NEW BROCHURE: The IAEA at Rio+20: Nuclear Technology for a Sustainable Future
Nuclear technologies are used daily to find and protect sustainable sources of fresh water, produce energy and food,
while providing researchers the tools to study the ocean’s past and predict its future.
The IAEA works to apply nuclear technology in four of the seven areas identified as priorities for Rio+20: energy, food, water and oceans.
Access to affordable energy is essential for attaining any development goals. The IAEA helps countries to identify their current and future energy needs, and to develop plans to meet these needs. If countries choose to pursue nuclear power, the IAEA helps them to do so safely, securely, economically and sustainably. The IAEA also verifies that nuclear energy is used for peaceful purposes only, thereby directly contributing to international peace and security. Its safety standards, assistance and reviews increase safety to the benefit of human health and the environment.
In agriculture and food security, nuclear techniques are used to breed improved crops, enhance livestock reproduction and nutrition, and control animal and plant pests and diseases. Higher and more reliable yields improve farmer’s livelihoods, and better quality and safer food is available for consumers. Isotopic techniques are applied for better soil and water management.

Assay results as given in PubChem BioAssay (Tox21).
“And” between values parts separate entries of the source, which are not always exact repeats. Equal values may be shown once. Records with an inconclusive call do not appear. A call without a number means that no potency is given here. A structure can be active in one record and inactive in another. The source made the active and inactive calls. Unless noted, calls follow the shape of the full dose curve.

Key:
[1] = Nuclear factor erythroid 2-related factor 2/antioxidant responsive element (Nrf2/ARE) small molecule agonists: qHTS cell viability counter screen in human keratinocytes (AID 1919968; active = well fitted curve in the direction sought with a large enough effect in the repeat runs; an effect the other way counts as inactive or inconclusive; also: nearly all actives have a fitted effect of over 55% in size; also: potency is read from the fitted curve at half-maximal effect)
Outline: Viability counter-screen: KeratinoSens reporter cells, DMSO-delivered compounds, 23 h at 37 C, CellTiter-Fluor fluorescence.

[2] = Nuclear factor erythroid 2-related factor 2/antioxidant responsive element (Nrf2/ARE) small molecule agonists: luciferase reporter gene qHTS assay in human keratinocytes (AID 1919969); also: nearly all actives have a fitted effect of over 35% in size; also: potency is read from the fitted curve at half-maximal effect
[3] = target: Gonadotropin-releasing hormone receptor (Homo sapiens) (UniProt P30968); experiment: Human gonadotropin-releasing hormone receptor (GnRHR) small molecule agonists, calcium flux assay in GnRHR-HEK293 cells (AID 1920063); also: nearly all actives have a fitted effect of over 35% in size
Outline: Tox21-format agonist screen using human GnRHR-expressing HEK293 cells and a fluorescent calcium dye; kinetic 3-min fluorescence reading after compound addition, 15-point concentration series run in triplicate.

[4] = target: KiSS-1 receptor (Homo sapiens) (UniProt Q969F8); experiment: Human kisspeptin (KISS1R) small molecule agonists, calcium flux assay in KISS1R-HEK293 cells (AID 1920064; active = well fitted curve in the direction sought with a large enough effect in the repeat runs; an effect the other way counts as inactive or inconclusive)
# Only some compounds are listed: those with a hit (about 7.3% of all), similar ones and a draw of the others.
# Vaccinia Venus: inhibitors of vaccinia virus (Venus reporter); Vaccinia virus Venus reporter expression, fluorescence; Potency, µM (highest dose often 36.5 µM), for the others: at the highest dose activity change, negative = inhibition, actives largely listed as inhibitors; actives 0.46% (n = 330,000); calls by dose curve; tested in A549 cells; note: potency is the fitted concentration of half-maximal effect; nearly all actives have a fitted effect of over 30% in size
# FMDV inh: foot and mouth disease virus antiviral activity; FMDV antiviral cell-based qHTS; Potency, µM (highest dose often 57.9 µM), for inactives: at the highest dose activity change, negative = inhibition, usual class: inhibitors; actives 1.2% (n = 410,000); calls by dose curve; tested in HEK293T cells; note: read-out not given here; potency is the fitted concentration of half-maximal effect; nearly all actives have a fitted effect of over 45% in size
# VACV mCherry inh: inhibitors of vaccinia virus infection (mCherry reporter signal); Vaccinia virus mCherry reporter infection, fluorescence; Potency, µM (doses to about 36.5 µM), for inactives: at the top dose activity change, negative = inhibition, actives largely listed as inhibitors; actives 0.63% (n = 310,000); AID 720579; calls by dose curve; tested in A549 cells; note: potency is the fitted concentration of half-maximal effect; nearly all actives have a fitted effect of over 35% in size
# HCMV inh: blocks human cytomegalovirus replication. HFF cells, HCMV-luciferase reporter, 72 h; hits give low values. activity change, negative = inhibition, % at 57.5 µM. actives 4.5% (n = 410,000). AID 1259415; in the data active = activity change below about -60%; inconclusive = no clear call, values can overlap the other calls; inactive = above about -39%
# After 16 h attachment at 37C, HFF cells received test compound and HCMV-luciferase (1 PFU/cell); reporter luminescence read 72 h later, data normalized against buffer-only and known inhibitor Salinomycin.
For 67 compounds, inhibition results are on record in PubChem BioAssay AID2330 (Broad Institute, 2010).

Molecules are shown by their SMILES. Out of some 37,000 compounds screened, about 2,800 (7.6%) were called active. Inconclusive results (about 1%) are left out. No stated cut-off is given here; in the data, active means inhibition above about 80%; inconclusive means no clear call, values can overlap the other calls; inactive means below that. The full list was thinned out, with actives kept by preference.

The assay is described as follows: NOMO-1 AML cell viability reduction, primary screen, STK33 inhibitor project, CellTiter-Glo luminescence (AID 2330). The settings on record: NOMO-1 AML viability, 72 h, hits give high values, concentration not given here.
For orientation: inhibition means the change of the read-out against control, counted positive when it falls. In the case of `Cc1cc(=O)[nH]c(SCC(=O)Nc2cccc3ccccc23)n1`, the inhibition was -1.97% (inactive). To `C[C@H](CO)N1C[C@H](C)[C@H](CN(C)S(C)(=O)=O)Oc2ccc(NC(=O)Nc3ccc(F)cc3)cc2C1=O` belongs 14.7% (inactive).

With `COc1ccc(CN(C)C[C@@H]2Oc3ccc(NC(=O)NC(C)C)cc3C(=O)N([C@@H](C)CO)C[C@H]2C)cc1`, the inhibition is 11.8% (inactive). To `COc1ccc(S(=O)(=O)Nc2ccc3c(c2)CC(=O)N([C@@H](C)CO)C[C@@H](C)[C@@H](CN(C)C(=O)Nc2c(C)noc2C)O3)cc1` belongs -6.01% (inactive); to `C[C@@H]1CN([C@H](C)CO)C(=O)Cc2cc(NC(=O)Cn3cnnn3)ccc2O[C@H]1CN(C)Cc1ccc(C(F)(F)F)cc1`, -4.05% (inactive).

In water resource management, nuclear techniques are used to map and manage ground water resources, helping decision makers to make informed choices that will support effective and sustainable water resource management. Nuclear techniques are also used to enhance water use efficiency in agriculture, and to understand and support better management of the marine environment. Nuclear techniques are used to monitor and assess effects of climate change on the oceans, and to validate global climate models and ocean circulation models.
Various delivery mechanisms, such as the technical cooperation (TC) programme and coordinated research activities (CRAs) provide IAEA Member States with access to the benefits of nuclear technology. CRAs help countries to develop cutting edge technologies through research in nuclear techniques, and TC projects apply these methodologies to address priority development needs in areas as diverse as human health, food and agriculture, water and the environment.
Key UN documents
UN General Assembly Resolution: “The Future We Want”
September 2012 | This resolution, adopted by the UN General Assembly, set the framework for recent debates on the post-2015 development agenda, with sustainable development and an economically, socially and environmentally sustainable future at the centre. Read more
Realizing the Future We Want for All
June 2012 | In this report, UN System Task Team on the Post-2015 UN Development Agenda lays out its main findings and recommendations for a development agenda beyond 2015, calling for an integrated policy approach to ensure inclusive economic development, social progress and environmental sustainability, as well as a development agenda that responds to the aspirations of all people. Read more
The United Nations Development Strategy Beyond 2015
June 2012 | This policy note suggests some general contours for future development strategy related to the post-2015 debate, emphasizing need for the global community to take a comprehensive view of development that encompasses economic, social and environmental dimensions, while simultaneously ensuring respect for human rights and sustaining progress already achieved. Read more